Construction heavyweight Balfour Beatty has seen first-half profits quadruple with cost-cutting and divestment gains boosting the bottom line.
The jump in earnings came despite statutory revenue dipping from £3.5 billion to £3.2bn while the group also took a £44 million hit from the collapse of infrastructure and construction rival Carillion.
The charge is linked to the delayed Aberdeen Western Peripheral Route – a joint venture between Balfour, Carillion and Galliford Try.
Pre-tax profits lifted from £12m to £50m in the six months to the end of June as the firm hailed its “Build to Last” transformation programme.
Balfour reaped £22m from disposals, and its US construction arm reported a profit from operations of £17m. It also flagged “reducing costs and raising productivity across its operations” as being behind the solid performance.
Investors are set to benefit from a 33 per cent hike in the interim dividend payment to 1.6p per share.
Chief executive Leo Quinn said, “All our businesses are now either achieving industry standard margins or on track to do so in the second half.
“The disciplines installed under Build to Last are also enabling us to increase the order book with key infrastructure projects to translate Balfour Beatty’s expert capabilities into future profitable growth.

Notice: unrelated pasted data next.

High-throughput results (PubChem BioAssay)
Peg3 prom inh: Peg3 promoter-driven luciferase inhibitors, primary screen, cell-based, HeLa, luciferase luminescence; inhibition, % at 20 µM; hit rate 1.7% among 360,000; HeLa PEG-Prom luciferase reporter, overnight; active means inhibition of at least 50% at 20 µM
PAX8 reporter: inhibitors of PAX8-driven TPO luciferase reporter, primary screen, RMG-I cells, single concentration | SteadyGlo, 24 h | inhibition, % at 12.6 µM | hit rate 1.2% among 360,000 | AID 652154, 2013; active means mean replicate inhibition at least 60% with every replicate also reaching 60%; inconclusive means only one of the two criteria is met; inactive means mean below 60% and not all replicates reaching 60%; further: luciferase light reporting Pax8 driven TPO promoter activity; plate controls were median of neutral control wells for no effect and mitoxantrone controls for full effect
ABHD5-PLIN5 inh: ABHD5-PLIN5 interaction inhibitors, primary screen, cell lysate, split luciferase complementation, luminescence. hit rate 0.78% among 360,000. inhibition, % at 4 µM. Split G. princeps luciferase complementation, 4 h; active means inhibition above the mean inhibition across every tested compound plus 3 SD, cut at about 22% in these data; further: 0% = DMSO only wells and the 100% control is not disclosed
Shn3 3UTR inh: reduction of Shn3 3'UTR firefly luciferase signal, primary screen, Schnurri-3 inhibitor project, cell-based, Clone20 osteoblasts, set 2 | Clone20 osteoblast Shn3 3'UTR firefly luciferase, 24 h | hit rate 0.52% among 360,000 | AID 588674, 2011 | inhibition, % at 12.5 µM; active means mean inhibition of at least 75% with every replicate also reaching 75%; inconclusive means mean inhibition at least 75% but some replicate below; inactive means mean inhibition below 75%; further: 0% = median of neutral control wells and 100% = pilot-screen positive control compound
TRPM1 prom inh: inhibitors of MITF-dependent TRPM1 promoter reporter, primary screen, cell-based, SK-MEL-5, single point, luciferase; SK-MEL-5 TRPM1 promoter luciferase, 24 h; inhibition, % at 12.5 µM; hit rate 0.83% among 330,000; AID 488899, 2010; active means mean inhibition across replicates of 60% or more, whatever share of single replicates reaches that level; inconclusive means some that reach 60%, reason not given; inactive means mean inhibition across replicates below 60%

“Given the strength of our balance sheet and the board’s confidence that the group’s full-year earnings will meet expectations, we are raising the interim dividend by 33 per cent and plan to repay the outstanding convertible bonds this year.”
Quinn is leading an overhaul of the company. Underlying profit from operations rose to £66m from £39m, while the order book increased from £11.4bn to £12.6bn.
During the first half of the year, the group’s “regional” business completed a string of projects including the Aberdeen South of the City school, which is a £47m scheme delivering a 1,350-pupil academy on behalf of Hub north Scotland and Aberdeen City Council, and the £20m Radisson Red Hotel in Glasgow.
New contract awards in the period included Dundee Sports Centre – a £27m deal to construct a new sports centre in the city.
John Moore, senior investment manager at Brewin Dolphin in Scotland, said: “These results show why it’s good to be the survivor. The company has watched many of its competitors struggle or fold in the past few years, which has reminded many of its customers why they picked it in the first place.
“It has also meant that today Balfour Beatty can look to win business not just focusing on price, but on aspects such as operational delivery and stability. In time, this position offers the potential to boost its market presence and, ultimately, profitability further.
“While it can be difficult to quickly change big businesses, there is solid evidence that the turnaround plans Leo Quinn put in place are beginning to bear fruit. There appears to be real momentum behind Balfour Beatty and its direction of travel is sound. The share price is up around a fifth in two years and, if it continues on its current journey, there could be room for further growth.”